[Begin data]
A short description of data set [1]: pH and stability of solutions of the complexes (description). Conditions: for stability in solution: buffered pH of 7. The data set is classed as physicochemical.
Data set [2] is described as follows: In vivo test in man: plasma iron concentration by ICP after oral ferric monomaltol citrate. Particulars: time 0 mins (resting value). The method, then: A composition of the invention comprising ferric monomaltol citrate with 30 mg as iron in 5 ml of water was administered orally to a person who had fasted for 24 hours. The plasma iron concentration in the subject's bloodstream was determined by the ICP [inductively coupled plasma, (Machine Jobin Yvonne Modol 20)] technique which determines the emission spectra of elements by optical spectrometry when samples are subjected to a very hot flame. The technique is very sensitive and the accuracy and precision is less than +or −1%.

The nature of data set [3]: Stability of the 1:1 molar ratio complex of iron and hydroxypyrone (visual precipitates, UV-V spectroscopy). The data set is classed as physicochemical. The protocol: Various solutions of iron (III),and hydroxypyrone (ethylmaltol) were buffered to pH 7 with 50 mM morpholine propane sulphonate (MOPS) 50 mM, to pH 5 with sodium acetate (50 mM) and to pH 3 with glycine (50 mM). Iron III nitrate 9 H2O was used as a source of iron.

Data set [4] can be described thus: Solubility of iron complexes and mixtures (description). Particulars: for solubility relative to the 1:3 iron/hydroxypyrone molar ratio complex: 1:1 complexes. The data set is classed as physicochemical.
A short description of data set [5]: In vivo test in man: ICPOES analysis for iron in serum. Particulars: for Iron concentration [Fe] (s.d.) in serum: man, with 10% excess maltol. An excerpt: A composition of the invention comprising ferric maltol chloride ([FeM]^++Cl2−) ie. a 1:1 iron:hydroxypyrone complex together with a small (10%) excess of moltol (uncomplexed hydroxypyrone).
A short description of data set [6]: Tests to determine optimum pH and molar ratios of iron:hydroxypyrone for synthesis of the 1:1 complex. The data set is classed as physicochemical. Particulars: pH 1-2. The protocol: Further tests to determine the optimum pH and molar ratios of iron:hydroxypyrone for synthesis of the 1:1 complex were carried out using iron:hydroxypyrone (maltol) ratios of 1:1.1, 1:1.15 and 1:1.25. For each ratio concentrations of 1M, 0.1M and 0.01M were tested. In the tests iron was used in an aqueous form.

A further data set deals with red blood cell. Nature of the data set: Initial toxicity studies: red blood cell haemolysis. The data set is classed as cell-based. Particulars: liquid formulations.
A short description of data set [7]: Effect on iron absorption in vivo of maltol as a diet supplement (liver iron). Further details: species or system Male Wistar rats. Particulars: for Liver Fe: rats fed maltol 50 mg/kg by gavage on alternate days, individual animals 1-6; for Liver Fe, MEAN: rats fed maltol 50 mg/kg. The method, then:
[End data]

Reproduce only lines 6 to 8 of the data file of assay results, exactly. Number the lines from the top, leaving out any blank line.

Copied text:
A short description of data set [6]: Tests to determine optimum pH and molar ratios of iron:hydroxypyrone for synthesis of the 1:1 complex. The data set is classed as physicochemical. Particulars: pH 1-2. The protocol: Further tests to determine the optimum pH and molar ratios of iron:hydroxypyrone for synthesis of the 1:1 complex were carried out using iron:hydroxypyrone (maltol) ratios of 1:1.1, 1:1.15 and 1:1.25. For each ratio concentrations of 1M, 0.1M and 0.01M were tested. In the tests iron was used in an aqueous form.

A further data set deals with red blood cell. Nature of the data set: Initial toxicity studies: red blood cell haemolysis. The data set is classed as cell-based. Particulars: liquid formulations.
A short description of data set [7]: Effect on iron absorption in vivo of maltol as a diet supplement (liver iron). Further details: species or system Male Wistar rats. Particulars: for Liver Fe: rats fed maltol 50 mg/kg by gavage on alternate days, individual animals 1-6; for Liver Fe, MEAN: rats fed maltol 50 mg/kg. The method, then: